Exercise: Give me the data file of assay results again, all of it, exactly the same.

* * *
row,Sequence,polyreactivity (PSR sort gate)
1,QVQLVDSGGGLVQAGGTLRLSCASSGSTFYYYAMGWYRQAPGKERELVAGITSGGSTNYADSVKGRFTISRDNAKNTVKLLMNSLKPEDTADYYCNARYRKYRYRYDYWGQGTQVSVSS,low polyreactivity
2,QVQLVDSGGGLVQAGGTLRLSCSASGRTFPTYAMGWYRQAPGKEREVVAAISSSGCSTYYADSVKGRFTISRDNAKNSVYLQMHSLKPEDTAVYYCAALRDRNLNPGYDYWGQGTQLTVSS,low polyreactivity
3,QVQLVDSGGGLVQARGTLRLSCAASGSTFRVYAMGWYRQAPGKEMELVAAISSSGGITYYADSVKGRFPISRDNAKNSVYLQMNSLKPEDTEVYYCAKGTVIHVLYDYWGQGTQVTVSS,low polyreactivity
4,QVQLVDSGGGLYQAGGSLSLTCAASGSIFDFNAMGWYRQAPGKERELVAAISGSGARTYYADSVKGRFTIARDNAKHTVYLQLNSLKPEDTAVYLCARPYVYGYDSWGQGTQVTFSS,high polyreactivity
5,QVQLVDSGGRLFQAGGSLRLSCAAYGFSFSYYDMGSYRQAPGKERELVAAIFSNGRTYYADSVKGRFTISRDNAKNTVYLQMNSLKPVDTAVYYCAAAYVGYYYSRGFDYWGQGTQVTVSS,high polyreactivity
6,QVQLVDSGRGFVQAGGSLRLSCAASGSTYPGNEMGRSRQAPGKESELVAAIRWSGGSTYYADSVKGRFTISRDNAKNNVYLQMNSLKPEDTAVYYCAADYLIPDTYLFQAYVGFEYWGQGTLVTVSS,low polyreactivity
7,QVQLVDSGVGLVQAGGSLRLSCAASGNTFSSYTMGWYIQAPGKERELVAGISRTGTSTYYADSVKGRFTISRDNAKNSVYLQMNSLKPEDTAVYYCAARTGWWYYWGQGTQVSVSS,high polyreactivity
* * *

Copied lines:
row,Sequence,polyreactivity (PSR sort gate)
1,QVQLVDSGGGLVQAGGTLRLSCASSGSTFYYYAMGWYRQAPGKERELVAGITSGGSTNYADSVKGRFTISRDNAKNTVKLLMNSLKPEDTADYYCNARYRKYRYRYDYWGQGTQVSVSS,low polyreactivity
2,QVQLVDSGGGLVQAGGTLRLSCSASGRTFPTYAMGWYRQAPGKEREVVAAISSSGCSTYYADSVKGRFTISRDNAKNSVYLQMHSLKPEDTAVYYCAALRDRNLNPGYDYWGQGTQLTVSS,low polyreactivity
3,QVQLVDSGGGLVQARGTLRLSCAASGSTFRVYAMGWYRQAPGKEMELVAAISSSGGITYYADSVKGRFPISRDNAKNSVYLQMNSLKPEDTEVYYCAKGTVIHVLYDYWGQGTQVTVSS,low polyreactivity
4,QVQLVDSGGGLYQAGGSLSLTCAASGSIFDFNAMGWYRQAPGKERELVAAISGSGARTYYADSVKGRFTIARDNAKHTVYLQLNSLKPEDTAVYLCARPYVYGYDSWGQGTQVTFSS,high polyreactivity
5,QVQLVDSGGRLFQAGGSLRLSCAAYGFSFSYYDMGSYRQAPGKERELVAAIFSNGRTYYADSVKGRFTISRDNAKNTVYLQMNSLKPVDTAVYYCAAAYVGYYYSRGFDYWGQGTQVTVSS,high polyreactivity
6,QVQLVDSGRGFVQAGGSLRLSCAASGSTYPGNEMGRSRQAPGKESELVAAIRWSGGSTYYADSVKGRFTISRDNAKNNVYLQMNSLKPEDTAVYYCAADYLIPDTYLFQAYVGFEYWGQGTLVTVSS,low polyreactivity
7,QVQLVDSGVGLVQAGGSLRLSCAASGNTFSSYTMGWYIQAPGKERELVAGISRTGTSTYYADSVKGRFTISRDNAKNSVYLQMNSLKPEDTAVYYCAARTGWWYYWGQGTQVSVSS,high polyreactivity